Experiential marketing often relies heavily on imagination and less on substantial marketing budgets. The main objective of a good experiential marketing campaign is to create a unique and thought-provoking experience that engages the audience while gaining awareness for the brand. Experiential tactics work especially well for cause marketing programs. Even with limited dollars, these techniques provide a compelling message that pulls on our heartstrings and catapults us into action.
Here are some of our favorite cause marketing campaigns that utilize experiential marketing tactics:
Go Beyond Borders was launched at the end of 2009 to mark the fall of the Berlin Wall. 40 kilometers of red tape marked the former border between East and West Berlin, even traveling through buildings that now lie above where the country was once divided. The tape carried CNN’s Go Beyond Borders message and information panels, which encouraged people to share stories online. Coupled with a well executed social media marketing strategy, over two million people were affected by this campaign.
In April of 2010, the Ministry of Internal Affairs Netherlands, in partnership with Bitmove, introduced an interactive billboard in Amsterdam to challenge people’s lack of response in regards to acts of public aggression. The billboard used technology to pick up images of people passing by and placed them into a pre-recorded violent situation, which was streamed on the billboard as though it were happening at that very moment. When people realized they were actually on the billboard, they stopped to watch themselves (vanity works every time) and were then lured into the campaign’s powerful message. Not only did this billboard garner the attention of passersby, it also provided four key tips people could use should they find themselves in a similar situation.
June 20, 2010 was World Refugee Day. To remember the millions of refugees affected around the world, the UN Refugee Agency transformed the main entrance of the national train station in the Grand Duchy of Luxembourg into a miniature refugee camp. 3,000 blue cards symbolized the “famous” blue tents many refugees call their home and were distributed to help create awareness and acknowledgment for refugees worldwide. Instead of handing out fliers or having brand ambassadors talk to people one on one, this allowed people the freedom to come up and participate in the event without feeling pressured.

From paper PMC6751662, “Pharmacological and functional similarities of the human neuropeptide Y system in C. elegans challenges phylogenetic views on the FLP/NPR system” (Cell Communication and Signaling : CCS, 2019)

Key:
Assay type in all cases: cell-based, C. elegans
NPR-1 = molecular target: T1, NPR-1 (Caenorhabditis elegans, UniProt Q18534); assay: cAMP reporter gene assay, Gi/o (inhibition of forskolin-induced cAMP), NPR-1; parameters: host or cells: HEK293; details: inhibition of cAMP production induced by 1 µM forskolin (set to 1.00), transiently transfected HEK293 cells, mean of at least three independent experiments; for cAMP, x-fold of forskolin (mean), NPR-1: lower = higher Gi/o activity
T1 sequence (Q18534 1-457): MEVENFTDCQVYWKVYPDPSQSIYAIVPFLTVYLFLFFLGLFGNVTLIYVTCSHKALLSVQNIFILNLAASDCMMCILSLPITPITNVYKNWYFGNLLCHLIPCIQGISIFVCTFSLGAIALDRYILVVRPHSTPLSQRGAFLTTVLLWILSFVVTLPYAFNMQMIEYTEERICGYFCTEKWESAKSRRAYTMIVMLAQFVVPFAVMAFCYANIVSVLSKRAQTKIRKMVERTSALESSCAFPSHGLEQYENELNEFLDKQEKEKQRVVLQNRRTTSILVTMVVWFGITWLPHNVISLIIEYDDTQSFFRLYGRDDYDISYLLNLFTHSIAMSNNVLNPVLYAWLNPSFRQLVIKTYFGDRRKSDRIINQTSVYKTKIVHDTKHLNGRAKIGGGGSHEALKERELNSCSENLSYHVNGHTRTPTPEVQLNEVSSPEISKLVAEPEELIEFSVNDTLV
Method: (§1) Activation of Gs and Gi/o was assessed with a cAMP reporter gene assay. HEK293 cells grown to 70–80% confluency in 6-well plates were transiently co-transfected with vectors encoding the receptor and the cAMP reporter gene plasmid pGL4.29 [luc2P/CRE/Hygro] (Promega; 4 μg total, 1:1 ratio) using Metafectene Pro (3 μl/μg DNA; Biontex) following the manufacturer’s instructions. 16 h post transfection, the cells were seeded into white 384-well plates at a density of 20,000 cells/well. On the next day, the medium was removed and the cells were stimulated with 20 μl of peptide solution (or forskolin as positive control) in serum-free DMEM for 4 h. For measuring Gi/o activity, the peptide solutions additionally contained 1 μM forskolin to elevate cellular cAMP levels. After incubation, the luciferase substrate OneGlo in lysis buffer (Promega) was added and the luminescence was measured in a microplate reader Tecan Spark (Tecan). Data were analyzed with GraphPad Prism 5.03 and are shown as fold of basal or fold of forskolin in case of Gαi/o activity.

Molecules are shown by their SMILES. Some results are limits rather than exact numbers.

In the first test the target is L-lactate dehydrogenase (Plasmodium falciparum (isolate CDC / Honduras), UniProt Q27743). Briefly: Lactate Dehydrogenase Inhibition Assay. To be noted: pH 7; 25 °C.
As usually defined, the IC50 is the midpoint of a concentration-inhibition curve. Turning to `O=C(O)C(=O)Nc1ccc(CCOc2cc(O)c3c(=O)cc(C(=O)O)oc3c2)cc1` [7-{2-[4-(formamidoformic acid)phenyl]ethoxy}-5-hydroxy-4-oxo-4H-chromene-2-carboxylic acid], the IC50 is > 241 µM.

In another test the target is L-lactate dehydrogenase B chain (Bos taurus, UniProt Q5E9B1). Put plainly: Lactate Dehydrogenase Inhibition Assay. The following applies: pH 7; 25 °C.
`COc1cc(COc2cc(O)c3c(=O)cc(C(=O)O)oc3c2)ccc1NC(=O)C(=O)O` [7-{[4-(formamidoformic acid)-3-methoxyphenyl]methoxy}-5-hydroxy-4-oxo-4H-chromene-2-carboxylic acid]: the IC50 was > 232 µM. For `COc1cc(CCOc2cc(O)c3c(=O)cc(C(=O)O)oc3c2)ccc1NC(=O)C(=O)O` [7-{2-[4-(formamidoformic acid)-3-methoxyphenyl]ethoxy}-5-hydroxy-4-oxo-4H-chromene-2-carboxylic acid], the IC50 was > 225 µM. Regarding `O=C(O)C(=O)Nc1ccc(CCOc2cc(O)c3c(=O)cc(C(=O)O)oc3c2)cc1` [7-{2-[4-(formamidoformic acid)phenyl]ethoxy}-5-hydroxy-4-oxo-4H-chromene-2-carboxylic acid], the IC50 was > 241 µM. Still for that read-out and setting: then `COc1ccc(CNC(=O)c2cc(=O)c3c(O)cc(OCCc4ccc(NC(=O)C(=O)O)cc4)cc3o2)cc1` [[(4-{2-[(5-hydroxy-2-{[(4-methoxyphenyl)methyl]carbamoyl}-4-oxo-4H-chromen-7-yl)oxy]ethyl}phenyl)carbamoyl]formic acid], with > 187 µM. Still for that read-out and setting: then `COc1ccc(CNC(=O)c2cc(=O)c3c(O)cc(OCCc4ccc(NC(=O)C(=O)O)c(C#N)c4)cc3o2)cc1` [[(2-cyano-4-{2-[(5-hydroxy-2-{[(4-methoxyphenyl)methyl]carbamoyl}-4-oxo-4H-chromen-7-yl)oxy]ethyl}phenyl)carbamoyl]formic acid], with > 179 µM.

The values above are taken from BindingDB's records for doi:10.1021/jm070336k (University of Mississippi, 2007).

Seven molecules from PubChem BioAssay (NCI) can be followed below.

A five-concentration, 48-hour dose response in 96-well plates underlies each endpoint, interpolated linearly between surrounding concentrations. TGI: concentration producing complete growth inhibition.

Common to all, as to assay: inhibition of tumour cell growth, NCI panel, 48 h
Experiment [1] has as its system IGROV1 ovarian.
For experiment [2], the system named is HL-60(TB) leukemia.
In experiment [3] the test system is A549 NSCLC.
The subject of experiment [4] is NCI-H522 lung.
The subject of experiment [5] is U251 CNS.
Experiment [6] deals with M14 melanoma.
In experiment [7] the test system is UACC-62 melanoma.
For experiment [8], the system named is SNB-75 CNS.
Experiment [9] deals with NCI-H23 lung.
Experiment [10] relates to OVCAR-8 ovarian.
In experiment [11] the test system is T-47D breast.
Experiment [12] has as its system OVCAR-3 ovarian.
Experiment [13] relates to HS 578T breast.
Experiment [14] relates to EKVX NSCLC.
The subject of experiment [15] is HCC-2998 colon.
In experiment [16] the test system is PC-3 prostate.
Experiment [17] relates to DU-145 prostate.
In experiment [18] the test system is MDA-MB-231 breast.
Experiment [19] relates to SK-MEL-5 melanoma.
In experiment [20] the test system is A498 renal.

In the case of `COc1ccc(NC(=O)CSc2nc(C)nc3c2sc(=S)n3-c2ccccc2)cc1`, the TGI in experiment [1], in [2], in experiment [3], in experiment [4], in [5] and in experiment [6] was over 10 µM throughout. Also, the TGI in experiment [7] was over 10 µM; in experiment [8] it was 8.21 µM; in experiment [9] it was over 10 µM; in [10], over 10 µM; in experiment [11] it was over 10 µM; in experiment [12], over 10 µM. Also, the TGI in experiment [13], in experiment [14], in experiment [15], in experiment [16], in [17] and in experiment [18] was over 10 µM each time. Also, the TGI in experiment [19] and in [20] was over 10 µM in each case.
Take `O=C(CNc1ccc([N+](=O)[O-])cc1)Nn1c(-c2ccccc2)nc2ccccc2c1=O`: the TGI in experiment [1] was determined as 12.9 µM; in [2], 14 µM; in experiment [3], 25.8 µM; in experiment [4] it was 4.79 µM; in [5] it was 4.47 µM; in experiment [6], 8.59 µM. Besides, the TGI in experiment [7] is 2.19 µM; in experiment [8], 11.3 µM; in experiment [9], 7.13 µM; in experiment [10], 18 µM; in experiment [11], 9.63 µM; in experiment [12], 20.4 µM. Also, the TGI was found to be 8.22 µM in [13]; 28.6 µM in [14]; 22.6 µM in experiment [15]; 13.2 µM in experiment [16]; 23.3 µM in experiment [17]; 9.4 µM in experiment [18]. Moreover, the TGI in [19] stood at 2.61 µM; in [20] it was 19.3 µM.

This July, UNICEF installed “Dirty Water” vending machines in Manhattan to create public awareness about the dangers of not having clean drinking water. There were 8 flavors available representing the 8 common diseases affecting impoverished communities around the world: malaria, cholera, typhoid, dengue, hepatitis, dysentery, salmonella, and yellow fever. Many people donated their cash, but kudos to UNICEF for incorporating a mobile component to this campaign and allowing consumers who didn’t have cash on hand to donate via text.
Experiential marketing is a great tool for gaining awareness for cause marketing campaigns because they are often cost effective and highly influential with great potential to go viral. These are just some cause marketing examples utilizing experiential marketing that we have enjoyed throughout the past year. To view an experiential marketing tactic you’ll want to avoid, view our blog post “Epic Oopsies: Experiential Marketing Gone Wrong.”